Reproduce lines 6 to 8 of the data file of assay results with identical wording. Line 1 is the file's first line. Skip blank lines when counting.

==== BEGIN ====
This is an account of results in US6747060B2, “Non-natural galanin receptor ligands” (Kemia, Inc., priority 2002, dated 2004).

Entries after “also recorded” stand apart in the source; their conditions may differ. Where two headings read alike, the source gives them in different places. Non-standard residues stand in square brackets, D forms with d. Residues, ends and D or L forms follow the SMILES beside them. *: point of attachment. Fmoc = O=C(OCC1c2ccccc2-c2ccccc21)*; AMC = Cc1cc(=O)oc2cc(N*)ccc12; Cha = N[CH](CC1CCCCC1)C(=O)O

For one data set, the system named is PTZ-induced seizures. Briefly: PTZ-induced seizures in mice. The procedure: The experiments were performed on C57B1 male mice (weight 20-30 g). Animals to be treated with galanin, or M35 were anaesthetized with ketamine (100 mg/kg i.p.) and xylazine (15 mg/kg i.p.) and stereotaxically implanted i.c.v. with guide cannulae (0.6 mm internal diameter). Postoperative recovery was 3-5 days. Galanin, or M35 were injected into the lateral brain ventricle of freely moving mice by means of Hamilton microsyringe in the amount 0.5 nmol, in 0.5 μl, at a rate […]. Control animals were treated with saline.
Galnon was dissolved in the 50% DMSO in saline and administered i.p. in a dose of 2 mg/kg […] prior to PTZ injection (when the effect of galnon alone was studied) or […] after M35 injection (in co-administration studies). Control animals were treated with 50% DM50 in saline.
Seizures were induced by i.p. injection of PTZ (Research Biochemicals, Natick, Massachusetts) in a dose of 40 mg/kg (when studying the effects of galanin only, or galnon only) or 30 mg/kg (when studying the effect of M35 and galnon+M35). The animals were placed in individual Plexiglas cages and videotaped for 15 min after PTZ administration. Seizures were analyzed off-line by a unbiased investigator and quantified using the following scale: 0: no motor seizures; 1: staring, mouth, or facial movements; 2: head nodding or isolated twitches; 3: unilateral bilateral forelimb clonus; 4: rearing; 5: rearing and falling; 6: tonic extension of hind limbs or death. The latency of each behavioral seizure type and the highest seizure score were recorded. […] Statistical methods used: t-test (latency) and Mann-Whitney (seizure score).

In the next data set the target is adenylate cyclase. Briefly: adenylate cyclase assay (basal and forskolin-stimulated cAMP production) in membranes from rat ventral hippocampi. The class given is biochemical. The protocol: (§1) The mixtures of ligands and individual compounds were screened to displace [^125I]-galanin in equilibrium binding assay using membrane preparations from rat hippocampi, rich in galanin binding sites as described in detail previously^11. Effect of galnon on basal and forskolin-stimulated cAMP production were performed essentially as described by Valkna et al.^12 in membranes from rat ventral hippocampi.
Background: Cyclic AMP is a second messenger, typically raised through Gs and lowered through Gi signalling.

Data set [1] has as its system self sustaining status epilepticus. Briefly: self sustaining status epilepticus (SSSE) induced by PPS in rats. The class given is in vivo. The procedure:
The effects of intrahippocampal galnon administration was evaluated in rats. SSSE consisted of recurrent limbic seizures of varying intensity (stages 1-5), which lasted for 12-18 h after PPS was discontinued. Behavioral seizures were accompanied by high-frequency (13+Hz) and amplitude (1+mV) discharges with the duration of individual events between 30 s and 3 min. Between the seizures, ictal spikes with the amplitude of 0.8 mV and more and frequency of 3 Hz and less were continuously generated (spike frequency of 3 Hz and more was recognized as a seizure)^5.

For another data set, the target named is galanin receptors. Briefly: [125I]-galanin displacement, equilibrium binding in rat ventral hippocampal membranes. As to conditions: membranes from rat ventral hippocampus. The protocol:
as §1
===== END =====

In the next data set the target is adenylate cyclase. Briefly: adenylate cyclase assay (basal and forskolin-stimulated cAMP production) in membranes from rat ventral hippocampi. The class given is biochemical. The protocol: (§1) The mixtures of ligands and individual compounds were screened to displace [^125I]-galanin in equilibrium binding assay using membrane preparations from rat hippocampi, rich in galanin binding sites as described in detail previously^11. Effect of galnon on basal and forskolin-stimulated cAMP production were performed essentially as described by Valkna et al.^12 in membranes from rat ventral hippocampi.
Background: Cyclic AMP is a second messenger, typically raised through Gs and lowered through Gi signalling.

Data set [1] has as its system self sustaining status epilepticus. Briefly: self sustaining status epilepticus (SSSE) induced by PPS in rats. The class given is in vivo. The procedure: